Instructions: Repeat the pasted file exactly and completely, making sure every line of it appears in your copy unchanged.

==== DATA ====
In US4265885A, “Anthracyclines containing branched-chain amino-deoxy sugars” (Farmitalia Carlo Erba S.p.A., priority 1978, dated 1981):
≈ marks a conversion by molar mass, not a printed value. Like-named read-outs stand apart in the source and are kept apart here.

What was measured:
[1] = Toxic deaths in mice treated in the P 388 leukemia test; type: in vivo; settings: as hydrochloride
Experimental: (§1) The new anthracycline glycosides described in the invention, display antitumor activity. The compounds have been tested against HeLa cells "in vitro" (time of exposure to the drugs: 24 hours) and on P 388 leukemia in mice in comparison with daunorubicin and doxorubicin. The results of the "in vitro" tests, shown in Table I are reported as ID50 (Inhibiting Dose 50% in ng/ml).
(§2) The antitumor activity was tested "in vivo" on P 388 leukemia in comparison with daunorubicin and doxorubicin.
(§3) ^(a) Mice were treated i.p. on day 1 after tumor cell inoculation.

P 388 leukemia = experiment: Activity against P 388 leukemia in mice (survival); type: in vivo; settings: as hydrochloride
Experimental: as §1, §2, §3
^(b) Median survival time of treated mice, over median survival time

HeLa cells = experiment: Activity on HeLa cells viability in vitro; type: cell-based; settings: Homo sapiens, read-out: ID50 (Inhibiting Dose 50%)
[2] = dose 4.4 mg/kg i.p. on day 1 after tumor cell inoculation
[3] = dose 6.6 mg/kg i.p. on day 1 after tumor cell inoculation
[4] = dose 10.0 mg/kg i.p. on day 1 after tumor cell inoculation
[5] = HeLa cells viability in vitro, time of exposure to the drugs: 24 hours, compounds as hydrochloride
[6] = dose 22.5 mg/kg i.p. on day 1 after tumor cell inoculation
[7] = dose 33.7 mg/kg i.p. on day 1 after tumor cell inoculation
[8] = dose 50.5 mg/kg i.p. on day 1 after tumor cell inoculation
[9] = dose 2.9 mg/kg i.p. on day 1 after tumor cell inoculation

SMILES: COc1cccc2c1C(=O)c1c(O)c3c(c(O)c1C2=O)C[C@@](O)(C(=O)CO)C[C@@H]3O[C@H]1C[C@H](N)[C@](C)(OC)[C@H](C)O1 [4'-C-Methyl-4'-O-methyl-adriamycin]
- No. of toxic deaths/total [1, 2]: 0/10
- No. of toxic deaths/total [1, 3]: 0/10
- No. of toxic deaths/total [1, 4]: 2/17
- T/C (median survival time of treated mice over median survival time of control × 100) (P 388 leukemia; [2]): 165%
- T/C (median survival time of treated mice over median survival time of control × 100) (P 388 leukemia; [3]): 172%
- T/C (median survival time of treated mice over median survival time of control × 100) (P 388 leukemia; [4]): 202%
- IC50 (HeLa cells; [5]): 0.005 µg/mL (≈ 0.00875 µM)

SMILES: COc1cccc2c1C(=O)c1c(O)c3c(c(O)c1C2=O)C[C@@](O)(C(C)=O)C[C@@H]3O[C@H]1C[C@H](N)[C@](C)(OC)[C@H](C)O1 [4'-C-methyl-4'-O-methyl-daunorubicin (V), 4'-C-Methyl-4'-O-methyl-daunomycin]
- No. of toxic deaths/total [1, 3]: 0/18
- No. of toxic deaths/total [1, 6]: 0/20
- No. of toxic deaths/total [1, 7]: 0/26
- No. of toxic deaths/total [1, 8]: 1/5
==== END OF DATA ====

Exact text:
In US4265885A, “Anthracyclines containing branched-chain amino-deoxy sugars” (Farmitalia Carlo Erba S.p.A., priority 1978, dated 1981):
≈ marks a conversion by molar mass, not a printed value. Like-named read-outs stand apart in the source and are kept apart here.

What was measured:
[1] = Toxic deaths in mice treated in the P 388 leukemia test; type: in vivo; settings: as hydrochloride
Experimental: (§1) The new anthracycline glycosides described in the invention, display antitumor activity. The compounds have been tested against HeLa cells "in vitro" (time of exposure to the drugs: 24 hours) and on P 388 leukemia in mice in comparison with daunorubicin and doxorubicin. The results of the "in vitro" tests, shown in Table I are reported as ID50 (Inhibiting Dose 50% in ng/ml).
(§2) The antitumor activity was tested "in vivo" on P 388 leukemia in comparison with daunorubicin and doxorubicin.
(§3) ^(a) Mice were treated i.p. on day 1 after tumor cell inoculation.

P 388 leukemia = experiment: Activity against P 388 leukemia in mice (survival); type: in vivo; settings: as hydrochloride
Experimental: as §1, §2, §3
^(b) Median survival time of treated mice, over median survival time

HeLa cells = experiment: Activity on HeLa cells viability in vitro; type: cell-based; settings: Homo sapiens, read-out: ID50 (Inhibiting Dose 50%)
[2] = dose 4.4 mg/kg i.p. on day 1 after tumor cell inoculation
[3] = dose 6.6 mg/kg i.p. on day 1 after tumor cell inoculation
[4] = dose 10.0 mg/kg i.p. on day 1 after tumor cell inoculation
[5] = HeLa cells viability in vitro, time of exposure to the drugs: 24 hours, compounds as hydrochloride
[6] = dose 22.5 mg/kg i.p. on day 1 after tumor cell inoculation
[7] = dose 33.7 mg/kg i.p. on day 1 after tumor cell inoculation
[8] = dose 50.5 mg/kg i.p. on day 1 after tumor cell inoculation
[9] = dose 2.9 mg/kg i.p. on day 1 after tumor cell inoculation

SMILES: COc1cccc2c1C(=O)c1c(O)c3c(c(O)c1C2=O)C[C@@](O)(C(=O)CO)C[C@@H]3O[C@H]1C[C@H](N)[C@](C)(OC)[C@H](C)O1 [4'-C-Methyl-4'-O-methyl-adriamycin]
- No. of toxic deaths/total [1, 2]: 0/10
- No. of toxic deaths/total [1, 3]: 0/10
- No. of toxic deaths/total [1, 4]: 2/17
- T/C (median survival time of treated mice over median survival time of control × 100) (P 388 leukemia; [2]): 165%
- T/C (median survival time of treated mice over median survival time of control × 100) (P 388 leukemia; [3]): 172%
- T/C (median survival time of treated mice over median survival time of control × 100) (P 388 leukemia; [4]): 202%
- IC50 (HeLa cells; [5]): 0.005 µg/mL (≈ 0.00875 µM)

SMILES: COc1cccc2c1C(=O)c1c(O)c3c(c(O)c1C2=O)C[C@@](O)(C(C)=O)C[C@@H]3O[C@H]1C[C@H](N)[C@](C)(OC)[C@H](C)O1 [4'-C-methyl-4'-O-methyl-daunorubicin (V), 4'-C-Methyl-4'-O-methyl-daunomycin]
- No. of toxic deaths/total [1, 3]: 0/18
- No. of toxic deaths/total [1, 6]: 0/20
- No. of toxic deaths/total [1, 7]: 0/26
- No. of toxic deaths/total [1, 8]: 1/5